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Science Says People Who Drink Champagne Are Healthier And Have Better Memory

Science Says People Who Drink Champagne Are Healthier And Have Better Memory

Champagne has been very popularly associated with celebrations and as Charles Dickens rightly said, “Champagne is one of the elegant extras in life.” This bottle of sparkly wine gets a call for in every moment of life, joyous and sad. But this “taste of star” can offer much more than just livening up special occasions.

We have already come to know some benefits of drinking champagne in the past, giving us all the more reasons to raise a glass. Champagne contains less calories compared to most of the other alcoholic beverages. It’s actually healthy for your heart, much like a glass of wine is. It’s also known to boost your mood. But now, research has found a whole new facet of champagne’s benefits.

Champagne can help keep your memory in tact.

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    Recent research

    at the University of Reading has shown that, when it comes to champagne, one to three glasses a week may counteract memory loss linked with aging and protect the brain from degenerative brain disorders such as Dementia and Alzheimer’s.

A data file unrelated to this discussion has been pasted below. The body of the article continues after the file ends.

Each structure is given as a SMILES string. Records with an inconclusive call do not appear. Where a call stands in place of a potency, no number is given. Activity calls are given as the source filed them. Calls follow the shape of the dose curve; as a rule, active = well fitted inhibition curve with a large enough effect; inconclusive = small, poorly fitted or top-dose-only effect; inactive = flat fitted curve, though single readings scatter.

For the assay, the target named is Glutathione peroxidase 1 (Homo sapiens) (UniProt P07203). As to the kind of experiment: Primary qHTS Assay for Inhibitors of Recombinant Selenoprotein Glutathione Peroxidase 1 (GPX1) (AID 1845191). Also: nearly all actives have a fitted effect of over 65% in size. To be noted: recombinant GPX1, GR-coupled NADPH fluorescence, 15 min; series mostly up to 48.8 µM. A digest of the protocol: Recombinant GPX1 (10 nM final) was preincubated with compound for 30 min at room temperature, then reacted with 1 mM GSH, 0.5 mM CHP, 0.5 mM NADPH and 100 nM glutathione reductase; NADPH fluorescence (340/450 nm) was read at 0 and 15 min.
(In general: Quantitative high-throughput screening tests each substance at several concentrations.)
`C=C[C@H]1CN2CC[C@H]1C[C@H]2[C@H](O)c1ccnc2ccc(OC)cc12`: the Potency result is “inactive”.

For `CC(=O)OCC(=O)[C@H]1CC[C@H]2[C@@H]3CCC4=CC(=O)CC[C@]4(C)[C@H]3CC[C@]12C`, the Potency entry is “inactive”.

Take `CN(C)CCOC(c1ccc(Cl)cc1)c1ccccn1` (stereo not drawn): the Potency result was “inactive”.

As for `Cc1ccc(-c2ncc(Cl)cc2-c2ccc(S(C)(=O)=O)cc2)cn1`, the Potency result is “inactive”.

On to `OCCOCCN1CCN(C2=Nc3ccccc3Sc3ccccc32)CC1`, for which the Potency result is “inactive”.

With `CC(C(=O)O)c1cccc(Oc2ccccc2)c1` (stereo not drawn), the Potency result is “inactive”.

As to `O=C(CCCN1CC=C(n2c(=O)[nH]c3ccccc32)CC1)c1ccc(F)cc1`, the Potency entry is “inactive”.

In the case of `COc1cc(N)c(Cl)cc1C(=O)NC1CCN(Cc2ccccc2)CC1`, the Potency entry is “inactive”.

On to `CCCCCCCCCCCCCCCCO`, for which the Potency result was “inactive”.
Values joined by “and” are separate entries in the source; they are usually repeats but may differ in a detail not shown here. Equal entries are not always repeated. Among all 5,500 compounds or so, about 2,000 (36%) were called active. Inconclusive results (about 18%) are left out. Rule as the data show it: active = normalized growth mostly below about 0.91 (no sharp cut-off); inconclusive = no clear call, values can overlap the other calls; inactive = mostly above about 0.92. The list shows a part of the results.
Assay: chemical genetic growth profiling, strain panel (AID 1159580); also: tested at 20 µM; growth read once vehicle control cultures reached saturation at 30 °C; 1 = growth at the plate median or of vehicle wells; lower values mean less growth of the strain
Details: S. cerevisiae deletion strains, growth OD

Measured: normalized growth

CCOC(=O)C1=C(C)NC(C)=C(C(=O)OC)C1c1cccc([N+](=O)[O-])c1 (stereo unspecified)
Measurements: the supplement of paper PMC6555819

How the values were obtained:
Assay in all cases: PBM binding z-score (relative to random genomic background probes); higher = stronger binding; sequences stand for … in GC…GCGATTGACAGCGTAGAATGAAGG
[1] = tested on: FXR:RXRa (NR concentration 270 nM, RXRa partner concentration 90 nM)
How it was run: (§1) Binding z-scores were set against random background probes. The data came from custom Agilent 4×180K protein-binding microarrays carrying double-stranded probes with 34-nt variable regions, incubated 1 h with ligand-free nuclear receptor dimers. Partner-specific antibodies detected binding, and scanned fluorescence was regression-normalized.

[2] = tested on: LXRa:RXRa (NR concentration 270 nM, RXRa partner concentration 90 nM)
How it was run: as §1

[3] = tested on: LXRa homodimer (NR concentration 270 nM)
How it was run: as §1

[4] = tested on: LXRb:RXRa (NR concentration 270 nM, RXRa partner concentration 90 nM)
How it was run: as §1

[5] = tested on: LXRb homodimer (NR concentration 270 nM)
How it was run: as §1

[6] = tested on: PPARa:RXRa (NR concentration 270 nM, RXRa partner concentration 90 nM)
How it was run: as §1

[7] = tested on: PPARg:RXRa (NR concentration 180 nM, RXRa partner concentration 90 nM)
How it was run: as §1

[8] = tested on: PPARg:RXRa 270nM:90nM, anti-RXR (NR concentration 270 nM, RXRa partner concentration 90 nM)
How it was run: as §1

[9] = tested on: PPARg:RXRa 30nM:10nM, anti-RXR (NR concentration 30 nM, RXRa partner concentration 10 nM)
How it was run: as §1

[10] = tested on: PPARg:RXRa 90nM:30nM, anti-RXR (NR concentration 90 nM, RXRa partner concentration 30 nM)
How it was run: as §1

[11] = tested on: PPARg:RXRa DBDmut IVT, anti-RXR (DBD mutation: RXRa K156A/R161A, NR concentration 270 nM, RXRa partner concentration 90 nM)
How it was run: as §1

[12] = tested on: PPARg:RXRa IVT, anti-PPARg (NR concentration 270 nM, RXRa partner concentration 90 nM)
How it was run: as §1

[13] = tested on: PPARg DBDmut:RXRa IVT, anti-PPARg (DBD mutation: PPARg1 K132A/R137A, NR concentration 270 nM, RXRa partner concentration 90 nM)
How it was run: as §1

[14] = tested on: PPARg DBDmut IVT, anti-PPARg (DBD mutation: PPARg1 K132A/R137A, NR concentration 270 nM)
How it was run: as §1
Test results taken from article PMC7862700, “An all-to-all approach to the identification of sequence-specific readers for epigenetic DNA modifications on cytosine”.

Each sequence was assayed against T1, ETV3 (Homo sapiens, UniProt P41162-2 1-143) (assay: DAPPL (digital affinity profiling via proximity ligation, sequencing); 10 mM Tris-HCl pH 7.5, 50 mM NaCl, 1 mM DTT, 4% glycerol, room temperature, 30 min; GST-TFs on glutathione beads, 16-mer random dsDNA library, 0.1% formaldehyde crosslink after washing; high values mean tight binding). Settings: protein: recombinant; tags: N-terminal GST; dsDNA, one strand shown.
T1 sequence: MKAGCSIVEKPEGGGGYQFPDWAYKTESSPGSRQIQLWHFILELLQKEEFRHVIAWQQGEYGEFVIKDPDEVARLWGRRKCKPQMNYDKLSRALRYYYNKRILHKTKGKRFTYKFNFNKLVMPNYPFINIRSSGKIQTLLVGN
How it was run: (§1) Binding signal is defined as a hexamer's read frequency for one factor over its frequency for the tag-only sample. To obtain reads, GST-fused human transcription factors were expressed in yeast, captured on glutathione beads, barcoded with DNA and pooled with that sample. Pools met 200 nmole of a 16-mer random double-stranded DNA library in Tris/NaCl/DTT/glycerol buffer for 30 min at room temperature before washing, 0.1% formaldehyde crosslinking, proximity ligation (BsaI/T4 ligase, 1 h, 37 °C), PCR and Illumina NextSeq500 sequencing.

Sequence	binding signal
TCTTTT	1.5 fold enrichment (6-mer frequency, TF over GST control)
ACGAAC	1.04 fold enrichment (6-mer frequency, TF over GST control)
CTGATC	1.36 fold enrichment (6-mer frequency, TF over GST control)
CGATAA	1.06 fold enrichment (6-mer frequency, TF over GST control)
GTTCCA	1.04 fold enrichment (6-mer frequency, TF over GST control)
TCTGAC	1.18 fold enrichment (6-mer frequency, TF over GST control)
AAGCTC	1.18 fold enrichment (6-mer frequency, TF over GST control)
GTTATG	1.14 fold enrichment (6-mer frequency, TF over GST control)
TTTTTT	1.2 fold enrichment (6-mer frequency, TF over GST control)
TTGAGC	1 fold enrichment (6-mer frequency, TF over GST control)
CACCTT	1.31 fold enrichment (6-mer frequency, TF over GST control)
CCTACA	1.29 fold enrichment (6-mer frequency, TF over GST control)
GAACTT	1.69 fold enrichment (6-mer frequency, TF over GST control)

The research found that the phenolic compounds present in champagne favorably altered a number of proteins associated with storage of memory in the brain. With age, many of these proteins are known to deplete, thus making memory storage less efficient.

    The red grapes, Pinot Noir and Pinot Meunier, used in the Champagne along with the white grape, Chardonnay, contain high level of phenolic compounds, as highlighted by the research.

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    Champagne can reduce symptoms of brain aging.

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      The compounds help slow the losses of such proteins and prevent cognitive losses arising out of brain aging. The grapes that deserve all the credit for helping the champagne to prevent brain diseases and memory loss, are required by law to be grown in designated plots.

      Professor Jeremy Spencer of the Department of Food and Nutritional Sciences, University of Reading said, “These interesting results demonstrate for the first time that the moderate intake of champagne is very likely to influence cognitive operative, such as memory. Such observations have before been stated with red wine, due to the actions of flavonoids present within it.”

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      Champagne is beneficial for your health—as long as it’s consumed in moderation.
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        Professor Spencer further emphasized that the findings of the research suggested a moderate or low intake of one to two glasses a week. This was in tune with the researchers’ intention to encourage a responsible approach to alcohol consumption, according to him.